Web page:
You could share:
Congratulations, you’ve convinced your visitors to join the community! Now, make it easy for them to do so.
Place buttons with a clear CTA — ’Join Now’, ‘Become a Member’, ‘Log In’ — on different pages of your website and in the navigation menu. You can even embed a signup form right on your homepage. Your goal here is to make it as frictionless as possible for visitors to click that button and get one step closer to becoming a member.
Before you launch your community website to the world at large, test it internally to squash bugs and create a smooth experience for visitors. Ask team members to visit the website and flag things that don’t work as they should. These could be anything from broken links to missing content to images that don’t load.
The work isn’t over once you’ve launched your website. To get the most out of it, update your website regularly with upcoming events or new blog posts. You can even add your social media feed directly to the website so visitors can see the latest tweets, posts, or photos as you share them.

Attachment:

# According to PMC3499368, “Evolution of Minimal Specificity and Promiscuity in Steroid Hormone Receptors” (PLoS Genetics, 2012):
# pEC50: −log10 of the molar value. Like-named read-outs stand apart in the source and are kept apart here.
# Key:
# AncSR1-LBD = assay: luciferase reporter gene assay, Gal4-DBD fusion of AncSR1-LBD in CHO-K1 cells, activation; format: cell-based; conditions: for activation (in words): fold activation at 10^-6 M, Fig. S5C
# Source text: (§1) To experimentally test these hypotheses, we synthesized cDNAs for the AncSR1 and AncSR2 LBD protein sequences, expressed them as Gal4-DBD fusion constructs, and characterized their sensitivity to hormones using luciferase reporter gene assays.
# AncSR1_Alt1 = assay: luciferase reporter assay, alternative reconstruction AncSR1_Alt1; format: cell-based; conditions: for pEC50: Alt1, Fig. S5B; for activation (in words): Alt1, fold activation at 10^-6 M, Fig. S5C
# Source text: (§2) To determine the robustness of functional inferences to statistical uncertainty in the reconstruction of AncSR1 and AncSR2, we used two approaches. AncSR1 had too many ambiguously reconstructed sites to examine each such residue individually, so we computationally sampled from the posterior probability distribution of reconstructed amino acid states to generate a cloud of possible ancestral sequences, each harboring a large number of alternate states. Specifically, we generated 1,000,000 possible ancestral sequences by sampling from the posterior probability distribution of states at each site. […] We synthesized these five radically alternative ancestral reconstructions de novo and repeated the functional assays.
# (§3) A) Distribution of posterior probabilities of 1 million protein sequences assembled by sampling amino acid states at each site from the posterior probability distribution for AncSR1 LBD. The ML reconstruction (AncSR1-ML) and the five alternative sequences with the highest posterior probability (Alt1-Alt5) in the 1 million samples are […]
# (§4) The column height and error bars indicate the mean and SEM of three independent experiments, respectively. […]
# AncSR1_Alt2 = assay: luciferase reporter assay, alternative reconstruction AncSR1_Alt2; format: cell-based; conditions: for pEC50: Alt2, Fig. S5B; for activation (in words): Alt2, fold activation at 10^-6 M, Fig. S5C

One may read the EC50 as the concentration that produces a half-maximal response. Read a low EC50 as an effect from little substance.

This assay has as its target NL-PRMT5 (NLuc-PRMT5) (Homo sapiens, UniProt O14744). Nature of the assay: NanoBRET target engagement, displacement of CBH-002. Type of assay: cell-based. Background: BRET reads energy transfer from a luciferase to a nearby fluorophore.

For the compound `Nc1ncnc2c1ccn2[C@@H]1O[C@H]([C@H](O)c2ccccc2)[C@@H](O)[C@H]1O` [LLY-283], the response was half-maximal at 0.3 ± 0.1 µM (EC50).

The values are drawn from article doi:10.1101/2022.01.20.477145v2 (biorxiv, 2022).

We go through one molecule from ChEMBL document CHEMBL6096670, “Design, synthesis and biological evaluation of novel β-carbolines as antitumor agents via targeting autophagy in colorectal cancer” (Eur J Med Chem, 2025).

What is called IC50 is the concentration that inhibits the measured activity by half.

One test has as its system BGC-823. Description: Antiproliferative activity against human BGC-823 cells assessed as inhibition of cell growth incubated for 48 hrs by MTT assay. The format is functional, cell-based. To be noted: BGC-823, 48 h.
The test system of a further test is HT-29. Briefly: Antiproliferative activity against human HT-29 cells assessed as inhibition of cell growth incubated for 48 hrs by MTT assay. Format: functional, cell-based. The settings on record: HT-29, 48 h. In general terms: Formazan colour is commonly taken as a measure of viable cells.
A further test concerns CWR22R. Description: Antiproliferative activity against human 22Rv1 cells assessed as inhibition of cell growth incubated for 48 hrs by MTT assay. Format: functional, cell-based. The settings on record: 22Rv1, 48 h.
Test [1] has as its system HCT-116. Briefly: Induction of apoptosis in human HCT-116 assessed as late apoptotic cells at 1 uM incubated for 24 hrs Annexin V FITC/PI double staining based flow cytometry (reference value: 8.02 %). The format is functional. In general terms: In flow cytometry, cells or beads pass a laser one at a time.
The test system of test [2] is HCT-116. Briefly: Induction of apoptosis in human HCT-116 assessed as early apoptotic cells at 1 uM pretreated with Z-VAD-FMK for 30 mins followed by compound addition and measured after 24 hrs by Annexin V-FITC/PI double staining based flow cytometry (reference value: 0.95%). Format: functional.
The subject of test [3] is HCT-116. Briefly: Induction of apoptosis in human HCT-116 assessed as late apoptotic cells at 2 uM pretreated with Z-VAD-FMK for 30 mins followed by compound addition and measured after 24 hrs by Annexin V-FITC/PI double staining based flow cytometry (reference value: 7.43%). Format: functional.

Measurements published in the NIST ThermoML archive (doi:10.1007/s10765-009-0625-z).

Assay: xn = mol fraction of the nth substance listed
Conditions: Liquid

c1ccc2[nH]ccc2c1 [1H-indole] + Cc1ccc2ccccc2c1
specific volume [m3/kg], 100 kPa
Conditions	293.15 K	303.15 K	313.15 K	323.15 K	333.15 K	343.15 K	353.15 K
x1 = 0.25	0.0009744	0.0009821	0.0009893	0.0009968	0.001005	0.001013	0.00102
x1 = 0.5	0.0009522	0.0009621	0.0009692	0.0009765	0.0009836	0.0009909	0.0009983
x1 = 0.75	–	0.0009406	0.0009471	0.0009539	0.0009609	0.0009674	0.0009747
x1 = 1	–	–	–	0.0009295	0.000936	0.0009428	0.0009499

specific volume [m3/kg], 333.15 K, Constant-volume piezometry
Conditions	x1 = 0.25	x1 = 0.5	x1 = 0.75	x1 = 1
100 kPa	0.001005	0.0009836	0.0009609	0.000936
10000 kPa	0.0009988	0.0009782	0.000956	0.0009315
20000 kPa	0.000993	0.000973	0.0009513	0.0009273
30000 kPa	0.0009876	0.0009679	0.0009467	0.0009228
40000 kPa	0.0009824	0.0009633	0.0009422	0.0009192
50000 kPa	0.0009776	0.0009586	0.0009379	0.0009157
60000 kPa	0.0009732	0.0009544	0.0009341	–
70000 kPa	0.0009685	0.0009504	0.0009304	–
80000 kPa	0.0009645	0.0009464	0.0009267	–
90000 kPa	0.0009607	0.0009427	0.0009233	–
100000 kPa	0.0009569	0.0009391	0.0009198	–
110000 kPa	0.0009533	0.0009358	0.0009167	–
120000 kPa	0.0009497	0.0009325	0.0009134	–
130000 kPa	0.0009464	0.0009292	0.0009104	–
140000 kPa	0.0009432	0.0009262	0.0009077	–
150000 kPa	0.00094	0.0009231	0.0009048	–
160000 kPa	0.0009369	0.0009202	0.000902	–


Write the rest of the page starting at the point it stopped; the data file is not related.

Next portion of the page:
Behind-the-scenes, you’ll find many tools available to show you how visitors are using your website and what information they’re responding to.
Google Analytics, Fathom, and Matomo let you can track and measure website metrics such as:
With tools like Hotjar and Clarity you can use heat-maps to observe how users are interacting with your website and learn things such as:
You don’t need to analyze every single bit of data and change your website constantly. Keep the data on hand so you can make informed decisions on how to improve your website if it doesn’t help meet your goals.